- Stabilise head for sitting, crawling, or walking
- Coordinate both sides of the body simultaneously
- Maintain visual tracking when moving head
- Develop proper hand dominance and dexterity
- Sit upright for reading and writing tasks
This can hinder development of age-appropriate muscle strength, balance, bilateral coordination, and visual tracking which are all needed for school readiness. some children also have trouble modulating vestibular stimulation which can affect emotional regulation.
Activities to Help Integrate the Tonic Labyrinthine Reflex
The good news is retained primitive reflexes can usually be integrated through targeted sensory-motor activities. Here are some exercises and play routines that can help integrate the TLR:
- Games like wheelbarrow walking that have the head tilted back in different directions
- Arm exercises while laying on stomach in a Superman pose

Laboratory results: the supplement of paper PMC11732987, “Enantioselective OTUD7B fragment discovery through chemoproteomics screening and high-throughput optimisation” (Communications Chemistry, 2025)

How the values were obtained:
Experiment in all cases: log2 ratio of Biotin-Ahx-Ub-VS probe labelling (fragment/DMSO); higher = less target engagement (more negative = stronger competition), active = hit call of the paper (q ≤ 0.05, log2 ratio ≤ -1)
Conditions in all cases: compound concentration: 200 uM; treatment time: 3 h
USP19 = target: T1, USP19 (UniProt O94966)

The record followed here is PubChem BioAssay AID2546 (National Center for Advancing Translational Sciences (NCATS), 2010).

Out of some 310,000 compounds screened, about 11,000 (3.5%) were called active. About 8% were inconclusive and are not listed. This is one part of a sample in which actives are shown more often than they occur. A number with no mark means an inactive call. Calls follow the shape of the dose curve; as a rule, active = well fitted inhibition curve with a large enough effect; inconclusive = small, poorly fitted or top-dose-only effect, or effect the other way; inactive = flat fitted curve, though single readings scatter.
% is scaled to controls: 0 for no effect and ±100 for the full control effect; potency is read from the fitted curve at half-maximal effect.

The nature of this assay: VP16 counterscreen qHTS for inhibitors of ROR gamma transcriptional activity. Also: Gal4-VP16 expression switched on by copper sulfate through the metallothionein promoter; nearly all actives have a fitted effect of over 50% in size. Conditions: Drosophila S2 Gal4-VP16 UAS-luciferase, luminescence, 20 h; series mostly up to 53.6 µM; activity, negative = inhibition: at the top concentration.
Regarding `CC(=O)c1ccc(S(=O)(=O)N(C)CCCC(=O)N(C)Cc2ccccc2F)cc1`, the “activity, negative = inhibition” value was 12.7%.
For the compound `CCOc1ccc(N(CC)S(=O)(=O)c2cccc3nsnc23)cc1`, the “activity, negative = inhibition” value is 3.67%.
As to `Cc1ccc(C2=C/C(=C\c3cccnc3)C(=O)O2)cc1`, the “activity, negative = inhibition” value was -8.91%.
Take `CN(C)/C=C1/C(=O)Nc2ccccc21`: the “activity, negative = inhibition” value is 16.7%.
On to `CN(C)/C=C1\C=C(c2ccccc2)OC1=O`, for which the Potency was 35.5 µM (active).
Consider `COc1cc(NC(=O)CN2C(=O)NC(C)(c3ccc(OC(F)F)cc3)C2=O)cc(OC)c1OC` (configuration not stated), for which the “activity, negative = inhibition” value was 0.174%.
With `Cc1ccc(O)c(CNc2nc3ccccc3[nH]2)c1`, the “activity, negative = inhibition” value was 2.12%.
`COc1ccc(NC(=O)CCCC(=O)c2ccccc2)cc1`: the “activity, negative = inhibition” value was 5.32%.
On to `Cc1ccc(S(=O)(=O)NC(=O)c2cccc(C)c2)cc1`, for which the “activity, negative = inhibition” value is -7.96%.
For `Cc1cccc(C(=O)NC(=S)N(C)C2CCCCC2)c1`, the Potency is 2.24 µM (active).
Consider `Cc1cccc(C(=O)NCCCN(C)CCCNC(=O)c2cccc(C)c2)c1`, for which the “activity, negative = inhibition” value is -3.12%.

- Log rolling across mats or down gentle slopes
- Somersault exercises and rolling down inclines
- Animal walks like crab walk, bear walk and wheelbarrow walk
- Swinging and spinning on safe playground equipment
- Hanging upside down or vertical on monkey bars and ladders
- Drawing or reading while laying on stomach over an angled surface
- Body bending exercises like toes to nose stretches
Remember the movements should be slow, controlled, and gentle – not overly dizzying or too rapid. Progressively working on TLR integration activities for even 10-15 minutes per day can help improve postural control, bilateral coordination, balance, hand arches, visual tracking, and pencil grip. But be sure to consult an occupational therapist before beginning an exercise program for correct progressions and precautions.
Why Does the TLR Persist in Some Children?
The tonic labyrinthine reflex is wired into the brainstem and usually integrates naturally around 6 months as a baby gains mobility and head control. However, in some children the TLR persists past normal development, impairing motor skills and learning. There are several possible reasons this vestibular reflex fails to properly integrate:
- Stress hormones or toxins during pregnancy can impact healthy brain development
- Substance abuse like alcohol or drugs during pregnancy puts babies at risk